THE PALACE LOMELLINO D’ARAGONA
The Palace Lomellino D’Aragona is an interesting representation of the newly discovered beauties in Viterbo. The building is not mentioned in any of the classic tourist guides perhaps because its history is untraceable. This palace is in via Cardinal La Fontaine. The family archive is lost, but recently a thesis at the Faculty of Cultural Heritage of Dr. Trojer reconstructed the historical events and tried to attribute the existing frescoes inside. The client is more likely to be Plinio Caccia, a notary from Orte who resided in Viterbo since 1584. He also wrote a book of rhymes. From the sources of the archive he is a versatile person of Viterbo Renaissance holder of various offices and honors, and he was referred to as the patronage of the Great Hall. Following the economic movements of the Caccia family is possible to date the first decorative work in 1595. During the centuries the Caccia family married into the Lomellino family. In 1808 Maria Anna Lomellino married Carlo D’Alfonso of Aragon Venafri (Capua). Since that date the building took the name of Lomellino D’Aragona. In the nineteenth century, Giacomo D’Aragona married Caterina Gavotti and in the Great hall you can see their coat of arms. The Palace has elements of the architectural style Sangallo: square windows round-arched loggias, blind windows, two toned elements and cornices. Dr Trojer attributed frescoes to Antonio Tempesta. Today the building is owned by the family Carnevalini.
Palazzo Lomellino D’Aragon has a façade that has a portal of entry with a rustic arch and on the keystone hangs the Lomellino family crest. The building is irregular in plan and incorporated into a number of other buildings and has changed over the centuries. The floor is now used by several local business. Eight windows on the main floor and the same on the second floor give rise to chiaroscuro. Several factors suggest the building’s exterior architectural code Sangallo, which we also find other instances of in the province of Viterbo.
The inside of the palace has the same organization as the plan on the first floor while the second floor and ground floor have been modified and refurbished. The building has several rooms with frescoes on the main floor. The name of each room is based on the inventory of the notary Pietro Anselmi. Going up the stairs and turning left leads into the Great Hall, frescoed with various scenes from the life of Hercules, a theme dear to the history of Viterbo referencing the source of the city from the temple that Hercules built at the point where today stands the cathedral. If you go north you can access two other decorated rooms. The “room of the Library” has reliefs depicting Roman gods and the stories of Jason, the iconographic graphic choice is explained because Jason’s life has connections with the life of Hercules, both travelers fighting animals like the lion and the boar. From the Great Hall to the east leads to the “room of the Way” with no ornaments, they probably disappeared. To the west there are four rooms, the first called “room of the paintings” with perspectives and views of buildings of architectural monuments, followed by a room covered by a vault with fake stucco putty and a central square with a lobed lake landscape. In the next room are in the middle of the octagon after a fake landscape and architectural elements on the doors of the conch. In the last room of the west is still the central landscape in multi-colors and later cherubs enclosed in circles on the ceiling. The main hall is the Great Hall, it comes with wooden ceiling beams painted which were badly damaged by water seepage. The walls are divided into three zones, below are fake marble mirrors framed in red and blue, in the middle there are the pictures showing the story of Hercules, the third band is occupied by a crest in the center accompanied by a pair of standing cherubs. On the short walls the Seasons are represented on columns and walls divided by long scenes of hunting and fishing. At the center of the long wall are two of the cardinal virtues, Justice and Fortitude, seated at the sides of the shield Lomellino.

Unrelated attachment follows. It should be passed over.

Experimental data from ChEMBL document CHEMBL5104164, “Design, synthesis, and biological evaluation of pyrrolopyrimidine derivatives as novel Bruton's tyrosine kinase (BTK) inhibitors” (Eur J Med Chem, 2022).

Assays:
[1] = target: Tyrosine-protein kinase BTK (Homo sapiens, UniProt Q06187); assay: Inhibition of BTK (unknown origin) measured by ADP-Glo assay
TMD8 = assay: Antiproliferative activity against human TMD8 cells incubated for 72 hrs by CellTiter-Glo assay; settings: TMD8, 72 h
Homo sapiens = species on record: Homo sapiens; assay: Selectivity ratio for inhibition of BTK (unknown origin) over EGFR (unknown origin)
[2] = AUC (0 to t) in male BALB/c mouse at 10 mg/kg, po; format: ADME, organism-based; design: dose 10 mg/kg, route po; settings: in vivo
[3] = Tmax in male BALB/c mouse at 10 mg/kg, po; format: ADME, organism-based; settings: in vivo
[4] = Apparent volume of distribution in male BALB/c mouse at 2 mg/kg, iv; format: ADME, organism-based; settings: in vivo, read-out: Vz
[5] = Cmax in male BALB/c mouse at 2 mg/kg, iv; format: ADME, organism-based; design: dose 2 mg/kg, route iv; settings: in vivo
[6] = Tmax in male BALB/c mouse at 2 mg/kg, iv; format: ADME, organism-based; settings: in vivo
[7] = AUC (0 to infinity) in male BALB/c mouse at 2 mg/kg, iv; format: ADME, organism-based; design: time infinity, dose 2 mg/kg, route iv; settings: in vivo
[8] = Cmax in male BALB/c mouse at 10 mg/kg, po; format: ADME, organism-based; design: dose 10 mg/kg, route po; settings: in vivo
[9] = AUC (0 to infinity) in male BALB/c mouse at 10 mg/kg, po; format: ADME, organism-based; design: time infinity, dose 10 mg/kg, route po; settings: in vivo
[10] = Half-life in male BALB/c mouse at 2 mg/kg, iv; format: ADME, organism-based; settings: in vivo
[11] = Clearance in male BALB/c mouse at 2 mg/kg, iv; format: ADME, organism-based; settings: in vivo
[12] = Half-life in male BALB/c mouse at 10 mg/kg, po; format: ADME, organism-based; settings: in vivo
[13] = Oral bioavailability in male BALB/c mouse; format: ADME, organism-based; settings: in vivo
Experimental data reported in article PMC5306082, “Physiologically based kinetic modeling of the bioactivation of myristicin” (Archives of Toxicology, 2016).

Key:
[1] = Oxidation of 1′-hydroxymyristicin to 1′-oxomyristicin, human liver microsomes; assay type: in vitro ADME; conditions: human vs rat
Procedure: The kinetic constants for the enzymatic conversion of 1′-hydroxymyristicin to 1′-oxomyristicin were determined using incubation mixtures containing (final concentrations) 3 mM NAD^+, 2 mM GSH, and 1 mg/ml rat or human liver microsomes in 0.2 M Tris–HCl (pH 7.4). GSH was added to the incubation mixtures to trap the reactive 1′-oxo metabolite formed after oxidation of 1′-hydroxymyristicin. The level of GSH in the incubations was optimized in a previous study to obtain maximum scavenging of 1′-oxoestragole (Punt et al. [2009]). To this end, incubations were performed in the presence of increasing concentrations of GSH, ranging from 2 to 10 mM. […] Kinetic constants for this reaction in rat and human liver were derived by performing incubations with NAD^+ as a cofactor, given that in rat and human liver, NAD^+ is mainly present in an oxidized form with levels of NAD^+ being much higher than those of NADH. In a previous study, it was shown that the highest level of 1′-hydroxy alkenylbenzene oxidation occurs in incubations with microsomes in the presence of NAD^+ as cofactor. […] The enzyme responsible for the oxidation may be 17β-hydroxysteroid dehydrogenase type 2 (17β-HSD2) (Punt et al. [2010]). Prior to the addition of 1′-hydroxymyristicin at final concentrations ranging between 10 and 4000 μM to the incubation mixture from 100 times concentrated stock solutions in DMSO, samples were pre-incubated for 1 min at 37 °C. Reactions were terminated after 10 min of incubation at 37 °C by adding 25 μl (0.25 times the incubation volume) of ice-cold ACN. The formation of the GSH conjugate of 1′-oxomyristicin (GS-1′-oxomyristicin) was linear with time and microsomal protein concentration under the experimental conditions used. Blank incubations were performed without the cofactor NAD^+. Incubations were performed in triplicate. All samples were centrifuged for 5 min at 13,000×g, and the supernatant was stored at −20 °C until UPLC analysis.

U.TROJER, Affreschi inediti del Palazzo Lomellino D’Aragona, Tesi di laurea di Conservazione dei Beni Culturali, Università della Tuscia di Viterbo, AA 1998/99